You might be misreading the extradition criterion
The UK–USA extradition treaty has an example of the clause you're asking about:
- An offense shall be an extraditable offense if the conduct on which the offense is based is punishable under the laws in both States by deprivation of liberty for a period of one year or more or by a more severe penalty.
Similar wording is used in all other treaties that I have reviewed:
- UK–Algeria ("offences which
are punishable under the laws of both Parties by imprisonment or other deprivation of liberty for at least a period of one year")
- UK–Argentina (no extradition when "the maximum punishment for the offence is imprisonment for less than one year")
- UK–Bolivia (same as Argentina)
- UK–Chile (same as Argentina)
- UK–U.A.E. ("offence is based is punishable under the laws of both Parties by deprivation of liberty for a period of at least one year")
If there is a treaty that requires there to be a mandatory minimum punishment of at least one year, I have not found it. While you say that "[u]sually, the minimum sentence for a crime has to be 12 months for an extradition to be allowed" and "[e]xtraditions are based on minimum sentence in the UK," my review of the treaties makes me doubt that. The rest of this answer explains how to interpret the clauses quoted above.
It is enough that the offence gives rise to the "possibility of a term of imprisonment or other form of detention of more than one year."
The inquiry is focused on the offence that the conduct is alleged to give rise to and the range of punishment available for that offence generally. E.g. an offence with a minimum punishment of a fine and a maximum punishment of 16 years in prison is an offence that is "punishable... by deprivation of liberty for a period of one year or more."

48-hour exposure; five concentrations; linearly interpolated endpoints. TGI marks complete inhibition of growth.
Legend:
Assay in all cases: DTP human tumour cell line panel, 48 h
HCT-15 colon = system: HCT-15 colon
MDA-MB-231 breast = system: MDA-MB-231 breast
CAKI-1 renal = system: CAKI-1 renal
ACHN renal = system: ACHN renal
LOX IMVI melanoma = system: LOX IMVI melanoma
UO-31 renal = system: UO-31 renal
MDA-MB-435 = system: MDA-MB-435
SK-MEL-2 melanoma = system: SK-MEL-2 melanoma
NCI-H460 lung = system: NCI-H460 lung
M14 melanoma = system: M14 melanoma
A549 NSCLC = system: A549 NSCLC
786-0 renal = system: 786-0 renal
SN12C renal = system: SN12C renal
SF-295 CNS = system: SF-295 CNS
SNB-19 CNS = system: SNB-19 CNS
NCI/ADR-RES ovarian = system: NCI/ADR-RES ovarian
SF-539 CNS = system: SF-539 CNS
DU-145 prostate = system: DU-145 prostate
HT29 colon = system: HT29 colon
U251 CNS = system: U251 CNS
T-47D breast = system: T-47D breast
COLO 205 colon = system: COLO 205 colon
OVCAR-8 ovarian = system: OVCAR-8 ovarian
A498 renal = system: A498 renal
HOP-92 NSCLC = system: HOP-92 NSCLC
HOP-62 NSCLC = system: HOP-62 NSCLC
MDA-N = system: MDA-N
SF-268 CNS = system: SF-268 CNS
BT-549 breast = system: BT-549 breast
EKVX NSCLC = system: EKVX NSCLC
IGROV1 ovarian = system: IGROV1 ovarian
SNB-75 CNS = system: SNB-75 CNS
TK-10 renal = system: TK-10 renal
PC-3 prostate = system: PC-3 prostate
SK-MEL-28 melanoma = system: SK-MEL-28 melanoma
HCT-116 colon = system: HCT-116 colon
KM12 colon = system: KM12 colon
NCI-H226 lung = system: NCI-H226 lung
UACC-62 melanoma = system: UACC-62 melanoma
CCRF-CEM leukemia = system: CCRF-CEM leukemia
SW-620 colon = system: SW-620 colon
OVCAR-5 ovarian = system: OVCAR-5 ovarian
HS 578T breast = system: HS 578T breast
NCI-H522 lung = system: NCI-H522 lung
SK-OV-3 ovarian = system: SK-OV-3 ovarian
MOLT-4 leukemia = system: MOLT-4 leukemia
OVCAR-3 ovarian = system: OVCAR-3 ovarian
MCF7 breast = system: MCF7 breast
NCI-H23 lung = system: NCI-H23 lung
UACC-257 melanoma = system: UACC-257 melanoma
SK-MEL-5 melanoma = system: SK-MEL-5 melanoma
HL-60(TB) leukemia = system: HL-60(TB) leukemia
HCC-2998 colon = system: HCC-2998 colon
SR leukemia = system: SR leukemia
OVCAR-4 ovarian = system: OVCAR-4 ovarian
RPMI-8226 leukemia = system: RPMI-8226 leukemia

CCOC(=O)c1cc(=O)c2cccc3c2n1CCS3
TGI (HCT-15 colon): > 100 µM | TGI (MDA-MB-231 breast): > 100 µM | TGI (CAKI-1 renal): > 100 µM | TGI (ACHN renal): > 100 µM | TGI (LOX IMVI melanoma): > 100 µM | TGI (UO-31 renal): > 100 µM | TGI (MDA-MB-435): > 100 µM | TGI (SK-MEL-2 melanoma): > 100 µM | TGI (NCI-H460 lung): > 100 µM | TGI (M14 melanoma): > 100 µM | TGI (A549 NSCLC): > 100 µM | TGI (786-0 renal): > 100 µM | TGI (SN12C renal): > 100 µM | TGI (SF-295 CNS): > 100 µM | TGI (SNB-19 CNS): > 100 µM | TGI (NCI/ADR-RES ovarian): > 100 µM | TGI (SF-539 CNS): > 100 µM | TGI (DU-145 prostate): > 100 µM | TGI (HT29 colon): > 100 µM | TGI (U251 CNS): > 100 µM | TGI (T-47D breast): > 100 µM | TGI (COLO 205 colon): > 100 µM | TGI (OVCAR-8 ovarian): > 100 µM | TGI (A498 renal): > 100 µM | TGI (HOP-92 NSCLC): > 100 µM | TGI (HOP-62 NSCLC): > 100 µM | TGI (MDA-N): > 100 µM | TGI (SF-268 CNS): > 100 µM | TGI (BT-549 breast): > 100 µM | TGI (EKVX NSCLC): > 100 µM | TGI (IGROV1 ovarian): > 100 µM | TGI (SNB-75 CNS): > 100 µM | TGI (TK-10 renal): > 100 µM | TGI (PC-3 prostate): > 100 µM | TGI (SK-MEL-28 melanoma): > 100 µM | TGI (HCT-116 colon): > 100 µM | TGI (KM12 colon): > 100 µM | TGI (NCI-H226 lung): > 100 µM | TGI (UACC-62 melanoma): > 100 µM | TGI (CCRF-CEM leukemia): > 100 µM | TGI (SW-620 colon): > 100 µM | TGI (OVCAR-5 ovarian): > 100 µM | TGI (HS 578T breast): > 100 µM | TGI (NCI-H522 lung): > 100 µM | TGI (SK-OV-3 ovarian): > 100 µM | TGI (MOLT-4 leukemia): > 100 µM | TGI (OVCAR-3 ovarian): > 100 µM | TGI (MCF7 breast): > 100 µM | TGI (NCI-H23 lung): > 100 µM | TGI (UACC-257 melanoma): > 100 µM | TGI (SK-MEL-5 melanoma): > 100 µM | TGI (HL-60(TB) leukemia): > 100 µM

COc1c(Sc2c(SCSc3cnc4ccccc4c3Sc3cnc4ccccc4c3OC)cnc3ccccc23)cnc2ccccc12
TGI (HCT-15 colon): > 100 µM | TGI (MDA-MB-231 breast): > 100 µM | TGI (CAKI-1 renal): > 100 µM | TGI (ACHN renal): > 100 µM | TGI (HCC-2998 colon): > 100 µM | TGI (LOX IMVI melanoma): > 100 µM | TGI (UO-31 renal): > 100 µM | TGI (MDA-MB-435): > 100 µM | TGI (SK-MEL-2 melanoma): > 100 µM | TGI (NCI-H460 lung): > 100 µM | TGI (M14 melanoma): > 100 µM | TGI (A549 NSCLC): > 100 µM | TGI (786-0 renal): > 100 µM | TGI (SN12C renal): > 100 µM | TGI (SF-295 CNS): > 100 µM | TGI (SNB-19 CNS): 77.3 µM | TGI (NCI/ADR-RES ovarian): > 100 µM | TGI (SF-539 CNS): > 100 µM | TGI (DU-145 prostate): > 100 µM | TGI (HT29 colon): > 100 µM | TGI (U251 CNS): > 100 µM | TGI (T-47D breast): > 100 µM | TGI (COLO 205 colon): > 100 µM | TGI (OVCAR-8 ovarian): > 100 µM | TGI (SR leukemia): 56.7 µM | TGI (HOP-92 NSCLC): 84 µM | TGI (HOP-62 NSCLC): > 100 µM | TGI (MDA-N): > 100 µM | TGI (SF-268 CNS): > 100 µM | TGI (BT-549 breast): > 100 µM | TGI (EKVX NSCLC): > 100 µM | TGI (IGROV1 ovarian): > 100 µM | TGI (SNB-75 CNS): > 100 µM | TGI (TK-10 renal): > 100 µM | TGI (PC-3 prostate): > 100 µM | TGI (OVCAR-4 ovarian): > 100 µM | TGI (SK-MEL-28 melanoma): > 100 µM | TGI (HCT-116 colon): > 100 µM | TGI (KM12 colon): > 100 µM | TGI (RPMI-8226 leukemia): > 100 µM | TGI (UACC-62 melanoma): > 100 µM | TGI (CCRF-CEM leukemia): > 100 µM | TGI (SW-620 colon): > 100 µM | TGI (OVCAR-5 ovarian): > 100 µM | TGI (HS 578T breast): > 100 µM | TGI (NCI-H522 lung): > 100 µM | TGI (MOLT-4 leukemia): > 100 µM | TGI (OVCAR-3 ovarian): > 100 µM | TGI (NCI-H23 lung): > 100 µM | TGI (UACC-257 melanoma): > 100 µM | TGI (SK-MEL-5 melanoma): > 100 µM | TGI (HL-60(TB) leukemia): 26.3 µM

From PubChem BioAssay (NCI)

Said another way: it is not necessary that the offence have a mandatory minimum of one year imprisonment. It is enough that the offence gives rise to the "possibility of a term of imprisonment or other form of detention of more than one year." See Canada v. Barrientos, 1995 ABCA 468 (CanLII) at para 103, Hetherington J., dissenting; but appeal allowed, for the reasons of Hetherington J. by the SCC in Canada v. Barrientos,  1 S.C.R. 531. In Barrientos, the courts were interpretating Article 2 of the Canada–U.S. extradition treaty, with wording substantially similar to the UK extradition treaties I reviewed above: "provided these offenses are punishable by the laws of both Contracting Parties by a term of imprisonment exceeding one year."
One remaining question is whether the decision-maker needs to consider the specific facts of defendant's conduct and make a preliminary estimation as to whether in fact a term of imprisonment more than one year is likely. This position has not been adopted in Canada. At the stage where a judge or Minister of Justice is determining the authority to proceed, this is not to become a "sort of sentencing hearing." See USA v. English, 2002 BCSC 1902 at para 23.